It’s no secret that students are short of money. I graduated just last year from the University of Brighton with a business degree, so the memories of scrounging for the next night out and relying on super noodles are only too fresh in my mind. One thing I did manage to afford, though, was a car. It was something extremely important to me as I was holding down a part-time job, had to regularly visit my parents out-of-town, and obviously had to get to my lectures from a remote student house located in a random estate on the outskirts of the city.
My dad has been in the motor trade for most of his adult life, so I’ve picked up a few tips from him along the way on things to look out for when buying a car, what you need to spend to get something quality, how to insure it for reasonable money, and how to keep it running on a shoestring. Here are some tips for finding the right car, and keeping it on the road.
Pick the right car
If you haven’t bought the car yet, it’s time to think very carefully about what to buy. It can be extremely tempting to look for something flash or powerful, but this is a complete false economy. You won’t be driving into town at night to go out at night, and you’ll most likely be stuck in traffic when trying to get to your lectures.
A small car can be a lot of fun too. To enjoy a car you have to push it to the limit. When you’re in a small, underpowered car this is a lot easier than in something fast which can become dangerous when taking it to the edge. Obviously small cars with small engines are also cheaper to insure, have a lower road tax band, and are far less thirsty at the pumps. Try not to stray past a 1.4 litre engine if you want the lowest running costs.
Here is my pick of the three best cars for students:
- Vauxhall Corsa – Fun to drive and frugal, the Corsa was my first car and really did me proud.
- Fiat Punto – The sporty styling is appealing, but the car is still a good buy for cheap running costs.
- Ford Fiesta – This classic small car is cheap to insure, and even cheaper to run!
Specialist insurance providers
Insurance is a killer for young drivers, and going to the main providers can shock you. Some insurers are a lot better than others for young drivers, and although some of them are found on insurance comparison websites, two that I have experience with are Endsleigh and Adrian Flux.
Endsleigh specialise in students and have great rates for cover. They were over £150 cheaper than anything else I could find while at university, so it’s worth getting a quote from them directly before you opt for anyone else. Adrian Flux is a specialist provider for powerful and modified cars, so if you are young and happen to be running a car with a few modifications that insurers are shying away from then try these guys out.
Pick the right cover
Don’t forget that when you get insured you can either go for the full comprehensive cover or just opt for a third-party, fire and theft option. This will not protect your car in an accident, but if your car isn’t worth much it is a good way to save on the premium. I think that any car with a value under £2000 is better off with third-party cover. Just try not to write your car off anytime soon!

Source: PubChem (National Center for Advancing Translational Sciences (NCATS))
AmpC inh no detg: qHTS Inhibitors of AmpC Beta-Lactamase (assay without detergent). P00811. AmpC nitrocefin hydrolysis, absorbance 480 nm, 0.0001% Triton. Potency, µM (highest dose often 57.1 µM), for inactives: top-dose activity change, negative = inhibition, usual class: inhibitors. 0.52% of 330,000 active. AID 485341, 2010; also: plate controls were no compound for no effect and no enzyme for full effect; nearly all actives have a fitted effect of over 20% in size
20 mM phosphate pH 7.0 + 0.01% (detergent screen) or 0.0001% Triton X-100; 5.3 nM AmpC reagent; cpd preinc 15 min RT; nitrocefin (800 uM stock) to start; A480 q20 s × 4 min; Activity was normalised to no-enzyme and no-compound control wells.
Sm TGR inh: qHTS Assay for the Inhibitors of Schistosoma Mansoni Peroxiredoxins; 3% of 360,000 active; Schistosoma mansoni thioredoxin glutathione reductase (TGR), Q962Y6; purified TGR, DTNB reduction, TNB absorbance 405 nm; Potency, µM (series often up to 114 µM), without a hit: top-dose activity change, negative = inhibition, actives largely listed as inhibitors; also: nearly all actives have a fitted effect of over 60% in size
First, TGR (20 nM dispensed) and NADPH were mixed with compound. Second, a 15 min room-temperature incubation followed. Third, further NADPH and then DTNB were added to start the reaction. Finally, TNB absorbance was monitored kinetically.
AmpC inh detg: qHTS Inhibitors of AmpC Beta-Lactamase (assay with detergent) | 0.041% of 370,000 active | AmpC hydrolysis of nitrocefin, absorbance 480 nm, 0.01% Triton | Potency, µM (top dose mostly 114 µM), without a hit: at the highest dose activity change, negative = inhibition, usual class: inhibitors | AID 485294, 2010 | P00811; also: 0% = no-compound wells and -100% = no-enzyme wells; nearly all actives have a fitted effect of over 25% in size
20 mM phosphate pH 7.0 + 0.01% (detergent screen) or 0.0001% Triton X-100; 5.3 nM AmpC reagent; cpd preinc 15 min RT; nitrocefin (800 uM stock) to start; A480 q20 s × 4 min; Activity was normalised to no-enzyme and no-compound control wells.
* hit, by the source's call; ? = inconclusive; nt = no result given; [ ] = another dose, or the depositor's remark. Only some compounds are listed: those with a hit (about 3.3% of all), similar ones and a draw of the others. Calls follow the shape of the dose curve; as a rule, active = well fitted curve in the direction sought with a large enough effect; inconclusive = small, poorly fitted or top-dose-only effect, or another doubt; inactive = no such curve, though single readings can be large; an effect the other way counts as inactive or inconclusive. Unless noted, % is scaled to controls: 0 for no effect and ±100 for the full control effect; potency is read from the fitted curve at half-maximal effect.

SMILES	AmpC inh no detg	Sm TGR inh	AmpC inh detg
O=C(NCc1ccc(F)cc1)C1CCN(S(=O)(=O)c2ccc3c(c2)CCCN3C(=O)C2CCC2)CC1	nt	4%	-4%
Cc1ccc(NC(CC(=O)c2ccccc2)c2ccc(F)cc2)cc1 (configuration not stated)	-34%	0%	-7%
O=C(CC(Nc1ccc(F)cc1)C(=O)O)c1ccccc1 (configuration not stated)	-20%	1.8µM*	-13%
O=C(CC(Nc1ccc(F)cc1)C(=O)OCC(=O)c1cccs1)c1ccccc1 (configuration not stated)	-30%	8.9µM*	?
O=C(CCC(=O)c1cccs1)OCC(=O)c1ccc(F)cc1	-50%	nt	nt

There are other options other than buying
If you have steady income from a job while at university and want to run a slightly nicer car then the outlay for a brand new car is not always an option. There are car leasing opportunities available from companies such as Nationwide Vehicle Contracts for reasonable prices. You can lease a brand new car from as little as £120 a month with VAT, which includes road tax too. You can pick the car and have it delivered brand new before sending it back after a fixed period of two, three or four years. This means you’ll always be driving a new car that looks nice, drives well and is safe.
Other options such as Car Club can allow you access to a car if you only drive very infrequently. This sort of scheme is popping up more around the UK now and can be found in most major cities.
Maintain the car
Make sure you maintain your car if you are running something a bit older, as it is obviously more likely to have a breakdown. Regular servicing, oil checks and tyre health checks are advised to keep your car in the best condition on the road. It may sound cheesy, but take care of your car and it will take care of you.
Parts can be extremely expensive from main dealers, but broker yards often have parts from written-off vehicles that are in perfect condition but a lot cheaper. Make sure you look around for second-hand parts if something goes wrong, and don’t just take the first price a mechanic gives you.
Ask your passengers for petrol money
Don’t let your mates be cheeky and catch free lifts with you all the time. If you take your housemates shopping, or to class, then ask for some money. It’s not fair that you pick up the entire petrol bill. Other solutions could be to just ask for cheeky drinks when you’re out at the pub.
If you’re going away with friends on a longer journey, then you might want to pool together to pay for a tank of petrol since longer journeys can cost a lot. Set the ground rules and what money you expect of people before you leave so there is no discrepancy.
Student discount may still apply
Student discount is a life-saver and many insurance companies, car accessories providers and garages offer a small discount to students. It’s always worth asking as you might be surprised at who offers a discount.
Remember that as a student you are an expert at saving money and making the pennies count. Running a car should be no different, so always keep an eye out for deals, offers and discounts around the motor industry. The worst case scenario – you stick to the bus!
Ryan Jones works for Nationwide Vehicle Contracts.